A set of questions is available for students to attempt to answer before they interact with the simulation. No feedback is given the first time students answer the questions other than an overall score. They are then asked to use the simulation to help them discover the answers to the questions. The second time through the questions feedback and explanations are given.

The simulation is available at http://onlinestatbook.com/chapter7/SampDist_v2.html. It can be downloaded for local from http://onlinestatbook.com.

Teaching Notes and Tips

Students should be encouraged to answer the three questions presented in the simulation before they try out the simulation. It is a good idea to inform the students that they are not expected to know the answers to the questions, but should just make their best guesses. Then they should use the simulations to help them answer the questions.

The simulation provides general instructions and step-by-step instructions. It is preferable for the students to use only the general instructions. However, if they get stuck they should refer to the step-by-step instructions.

More advanced students may wish to contrast the effect of sample size on the sampling distribution of the range with the sampling distribution of the mean.

Following the work on the simulation it can be valuable to discuss the general principle that extreme outcomes are more likely with small sample sizes than with large sample sizes. For example, students can discuss whether it is more likely that a sample of two people or a sample of five people would have a mean height over six feet.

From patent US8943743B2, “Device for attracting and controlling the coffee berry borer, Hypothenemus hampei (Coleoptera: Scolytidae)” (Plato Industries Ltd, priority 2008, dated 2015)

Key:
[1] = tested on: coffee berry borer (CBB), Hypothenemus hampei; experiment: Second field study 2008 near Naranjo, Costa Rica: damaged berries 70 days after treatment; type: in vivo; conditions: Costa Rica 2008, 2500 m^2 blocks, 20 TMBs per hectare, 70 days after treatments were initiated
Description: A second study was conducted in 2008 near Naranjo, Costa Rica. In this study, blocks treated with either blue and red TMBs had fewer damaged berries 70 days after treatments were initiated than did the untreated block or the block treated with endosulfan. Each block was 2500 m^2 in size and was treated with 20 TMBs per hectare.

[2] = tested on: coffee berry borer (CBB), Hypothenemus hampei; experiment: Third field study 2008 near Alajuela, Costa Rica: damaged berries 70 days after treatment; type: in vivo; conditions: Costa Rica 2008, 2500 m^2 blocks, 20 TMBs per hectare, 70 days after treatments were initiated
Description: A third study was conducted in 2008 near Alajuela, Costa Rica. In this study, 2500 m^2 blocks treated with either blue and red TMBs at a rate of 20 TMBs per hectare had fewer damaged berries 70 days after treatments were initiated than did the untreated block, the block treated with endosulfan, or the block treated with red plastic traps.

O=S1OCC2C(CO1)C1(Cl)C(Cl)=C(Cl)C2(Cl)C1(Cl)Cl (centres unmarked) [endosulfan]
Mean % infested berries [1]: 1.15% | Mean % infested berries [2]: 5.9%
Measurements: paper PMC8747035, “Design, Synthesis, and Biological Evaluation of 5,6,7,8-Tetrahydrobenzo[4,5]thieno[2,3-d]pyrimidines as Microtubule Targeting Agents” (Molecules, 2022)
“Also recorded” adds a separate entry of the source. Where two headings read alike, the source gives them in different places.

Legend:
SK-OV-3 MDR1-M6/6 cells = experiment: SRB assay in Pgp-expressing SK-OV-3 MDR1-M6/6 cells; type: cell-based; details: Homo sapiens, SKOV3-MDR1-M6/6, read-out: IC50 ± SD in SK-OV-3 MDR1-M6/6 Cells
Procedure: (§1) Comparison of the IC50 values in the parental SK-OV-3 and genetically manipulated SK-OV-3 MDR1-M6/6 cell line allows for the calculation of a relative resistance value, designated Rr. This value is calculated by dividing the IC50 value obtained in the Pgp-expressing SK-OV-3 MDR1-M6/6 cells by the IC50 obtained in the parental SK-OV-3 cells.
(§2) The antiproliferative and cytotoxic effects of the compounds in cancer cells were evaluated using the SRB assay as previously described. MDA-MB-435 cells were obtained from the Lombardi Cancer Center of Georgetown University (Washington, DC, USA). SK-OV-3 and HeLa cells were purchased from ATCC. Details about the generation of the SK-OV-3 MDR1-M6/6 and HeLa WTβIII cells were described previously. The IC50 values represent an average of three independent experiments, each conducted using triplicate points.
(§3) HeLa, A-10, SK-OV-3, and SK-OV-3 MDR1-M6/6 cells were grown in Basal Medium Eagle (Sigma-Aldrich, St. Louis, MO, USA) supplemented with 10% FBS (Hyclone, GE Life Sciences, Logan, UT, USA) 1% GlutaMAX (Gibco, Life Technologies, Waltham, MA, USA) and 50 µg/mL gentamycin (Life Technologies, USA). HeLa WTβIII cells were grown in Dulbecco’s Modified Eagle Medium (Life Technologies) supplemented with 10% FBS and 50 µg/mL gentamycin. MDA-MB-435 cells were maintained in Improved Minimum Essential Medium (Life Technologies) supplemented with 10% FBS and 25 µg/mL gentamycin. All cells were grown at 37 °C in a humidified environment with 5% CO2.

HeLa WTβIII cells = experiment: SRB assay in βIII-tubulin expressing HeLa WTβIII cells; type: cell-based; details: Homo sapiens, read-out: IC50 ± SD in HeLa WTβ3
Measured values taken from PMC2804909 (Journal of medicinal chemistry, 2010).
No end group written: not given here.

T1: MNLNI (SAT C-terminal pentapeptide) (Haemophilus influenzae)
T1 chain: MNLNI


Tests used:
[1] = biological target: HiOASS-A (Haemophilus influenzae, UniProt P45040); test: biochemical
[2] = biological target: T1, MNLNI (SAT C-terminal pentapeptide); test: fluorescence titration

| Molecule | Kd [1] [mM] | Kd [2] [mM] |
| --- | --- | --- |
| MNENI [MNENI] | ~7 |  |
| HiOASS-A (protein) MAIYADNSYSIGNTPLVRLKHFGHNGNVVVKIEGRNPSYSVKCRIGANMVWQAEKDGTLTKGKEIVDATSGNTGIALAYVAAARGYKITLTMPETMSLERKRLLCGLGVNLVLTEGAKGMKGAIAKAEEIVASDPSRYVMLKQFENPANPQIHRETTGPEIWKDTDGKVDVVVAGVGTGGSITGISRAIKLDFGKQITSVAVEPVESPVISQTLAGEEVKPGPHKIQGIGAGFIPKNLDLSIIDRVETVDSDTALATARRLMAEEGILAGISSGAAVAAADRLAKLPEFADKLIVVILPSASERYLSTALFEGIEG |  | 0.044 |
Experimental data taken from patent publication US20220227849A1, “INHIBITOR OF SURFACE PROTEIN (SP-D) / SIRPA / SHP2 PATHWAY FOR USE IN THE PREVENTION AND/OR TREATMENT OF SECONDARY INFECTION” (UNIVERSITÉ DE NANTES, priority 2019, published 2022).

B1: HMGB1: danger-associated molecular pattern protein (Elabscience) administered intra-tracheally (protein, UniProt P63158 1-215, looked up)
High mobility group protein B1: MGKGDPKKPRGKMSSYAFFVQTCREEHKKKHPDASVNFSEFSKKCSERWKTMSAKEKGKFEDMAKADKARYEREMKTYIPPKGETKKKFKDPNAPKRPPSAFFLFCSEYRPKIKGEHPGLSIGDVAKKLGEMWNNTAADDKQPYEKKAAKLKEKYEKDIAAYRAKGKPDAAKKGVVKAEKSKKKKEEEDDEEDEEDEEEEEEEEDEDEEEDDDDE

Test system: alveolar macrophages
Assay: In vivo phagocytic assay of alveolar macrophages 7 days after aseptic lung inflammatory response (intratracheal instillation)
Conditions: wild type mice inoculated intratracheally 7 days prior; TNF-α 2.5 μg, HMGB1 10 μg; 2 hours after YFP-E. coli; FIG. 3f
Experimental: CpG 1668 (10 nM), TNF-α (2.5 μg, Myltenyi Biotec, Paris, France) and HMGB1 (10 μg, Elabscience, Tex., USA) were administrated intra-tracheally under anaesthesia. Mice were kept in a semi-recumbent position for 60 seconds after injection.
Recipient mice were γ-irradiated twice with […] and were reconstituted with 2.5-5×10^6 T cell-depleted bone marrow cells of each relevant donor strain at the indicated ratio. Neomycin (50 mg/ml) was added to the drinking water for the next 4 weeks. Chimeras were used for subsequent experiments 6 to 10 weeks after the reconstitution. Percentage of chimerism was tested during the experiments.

Assessment

The questions offer some built-in assessment. Students may be asked to transfer the knowledge to new situations. Once classic problem that may be helped by going through this activity is as follows:

For a period of one year, two hospitals, the larger one having about 45 births per day and the smaller about 15 births per day, recorded the days on which more than 60% of the babies born were boys (given a gender ratio of 50:50). Participants were asked which hospital recorded more such days.

Since transfer of learning can be difficult, don't expect particularly good performance on this question. You may wish to introduce this problem (without discussion) before introducing the activity.

How is the variability of the sampling distribution of the mean affected by sample size?

How does sample size affect the probability that a sample mean will be extremely far from the population mean?

References and Resources

The simulation is available at http://onlinestatbook.com/chapter7/SampDist_v2.html.

It can be downloaded for local use from http://onlinestatbook.com.